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Lincoln was gay or bisexual, historians at conference say

Lincoln was gay or bisexual, historians at conference say


Associated Press

SPRINGFIELD, Ill. - It must have been the first conference in the history of Abraham Lincoln scholarship to call the Great Emancipator "a terrifically sexual guy."

Addressing the nation's top Lincoln scholars on Sunday, two historians defended a new book that claims Lincoln was gay and called for more research into his sexuality.

"I could build a Lincoln Log cabin of homophobic denial," said Civil War historian Michael Chesson. "There's been a cover-up, a conspiracy of silence for experts to hide what they regard as dirty linen in Abe's faded carpetbag."

The reason for the discussion - part of a conference held in conjunction with the opening of the Abraham Lincoln Presidential Library and Museum - is a new book called "The Intimate World of Abraham Lincoln."

Author and sociologist C.A. Tripp, who died before the book was published, examined Lincoln's poetry, the recollections of those who knew him and his relationships with other men and concluded Lincoln was "predominantly homosexual."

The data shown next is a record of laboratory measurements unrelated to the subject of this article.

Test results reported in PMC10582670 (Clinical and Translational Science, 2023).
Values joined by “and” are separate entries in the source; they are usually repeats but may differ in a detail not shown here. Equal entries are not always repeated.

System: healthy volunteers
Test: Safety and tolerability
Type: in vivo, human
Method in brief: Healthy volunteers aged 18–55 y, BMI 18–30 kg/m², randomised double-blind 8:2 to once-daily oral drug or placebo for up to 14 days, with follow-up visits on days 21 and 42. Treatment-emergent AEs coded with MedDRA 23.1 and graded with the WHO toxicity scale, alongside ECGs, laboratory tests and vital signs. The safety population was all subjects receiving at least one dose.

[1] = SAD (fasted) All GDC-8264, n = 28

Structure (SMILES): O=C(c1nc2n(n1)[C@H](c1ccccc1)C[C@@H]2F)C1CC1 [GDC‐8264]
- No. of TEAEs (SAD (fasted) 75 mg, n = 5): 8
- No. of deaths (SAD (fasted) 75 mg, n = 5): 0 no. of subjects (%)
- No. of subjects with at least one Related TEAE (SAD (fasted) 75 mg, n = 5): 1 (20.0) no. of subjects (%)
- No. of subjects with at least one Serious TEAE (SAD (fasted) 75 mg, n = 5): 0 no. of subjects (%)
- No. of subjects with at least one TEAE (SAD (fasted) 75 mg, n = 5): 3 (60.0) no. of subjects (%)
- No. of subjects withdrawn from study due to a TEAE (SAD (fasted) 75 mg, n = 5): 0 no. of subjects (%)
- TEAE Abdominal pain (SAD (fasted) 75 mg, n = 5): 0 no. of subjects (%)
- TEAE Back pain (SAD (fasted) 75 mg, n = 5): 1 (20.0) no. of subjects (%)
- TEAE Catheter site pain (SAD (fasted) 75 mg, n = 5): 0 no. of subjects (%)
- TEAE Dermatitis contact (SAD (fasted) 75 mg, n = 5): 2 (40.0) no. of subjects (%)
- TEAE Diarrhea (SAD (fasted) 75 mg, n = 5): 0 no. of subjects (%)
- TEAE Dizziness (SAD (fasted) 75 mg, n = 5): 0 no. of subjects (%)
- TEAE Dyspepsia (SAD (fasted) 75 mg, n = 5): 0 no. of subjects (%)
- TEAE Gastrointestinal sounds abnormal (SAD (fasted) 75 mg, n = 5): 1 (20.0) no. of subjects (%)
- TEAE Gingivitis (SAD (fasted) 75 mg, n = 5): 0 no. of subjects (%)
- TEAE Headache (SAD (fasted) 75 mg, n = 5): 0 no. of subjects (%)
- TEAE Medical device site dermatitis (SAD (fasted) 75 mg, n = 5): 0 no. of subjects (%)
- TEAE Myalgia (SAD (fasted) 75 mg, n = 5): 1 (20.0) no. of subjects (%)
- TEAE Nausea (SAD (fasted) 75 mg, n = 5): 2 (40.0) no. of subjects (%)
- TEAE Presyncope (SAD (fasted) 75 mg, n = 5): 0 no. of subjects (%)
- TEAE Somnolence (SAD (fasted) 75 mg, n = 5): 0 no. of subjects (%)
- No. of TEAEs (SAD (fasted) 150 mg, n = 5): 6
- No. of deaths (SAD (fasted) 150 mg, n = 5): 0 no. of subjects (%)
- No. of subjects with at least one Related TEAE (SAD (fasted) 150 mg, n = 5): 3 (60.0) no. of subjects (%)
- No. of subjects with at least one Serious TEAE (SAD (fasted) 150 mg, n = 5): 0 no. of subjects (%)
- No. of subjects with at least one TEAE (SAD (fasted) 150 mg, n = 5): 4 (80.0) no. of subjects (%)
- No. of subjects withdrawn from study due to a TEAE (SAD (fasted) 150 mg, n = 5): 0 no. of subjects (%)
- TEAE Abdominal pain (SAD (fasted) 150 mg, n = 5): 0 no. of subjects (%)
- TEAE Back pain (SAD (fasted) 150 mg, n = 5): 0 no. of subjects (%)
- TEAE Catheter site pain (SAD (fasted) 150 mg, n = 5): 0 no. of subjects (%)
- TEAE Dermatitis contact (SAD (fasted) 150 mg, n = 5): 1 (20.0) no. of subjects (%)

Tripp goes into more detail, but he was not the first person to speculate on the subject.

Scholars have long wondered about the relationship between Lincoln and Joshua Speed. The two men slept in the same bed for four years in Springfield and developed a deep friendship.

Seeking to save money and stay warm in crude buildings, men of the day often shared beds. But Lincoln and Speed lived together long after they could afford separate quarters. Though both men married and Lincoln had four children, Tripp concluded they were lovers.

He reached the same conclusion about Lincoln and David Derickson, a soldier assigned to guard the president during the Civil War. Lincoln and Derickson sometimes shared a bed when Mary Todd Lincoln was out of town.

Jean Baker, author of a major biography of Mrs. Lincoln, has concluded that Lincoln was bisexual.

"(Lincoln) loved men, and they loved him, at whatever level," Baker said.

She also rejected the contention that Lincoln married only to further his political career, saying Abraham and Mary "loved each other and could not be happy apart."

Copyright © 2005 Associated Press. All rights reserved. This material may not be published, broadcast, rewritten, or redistributed.


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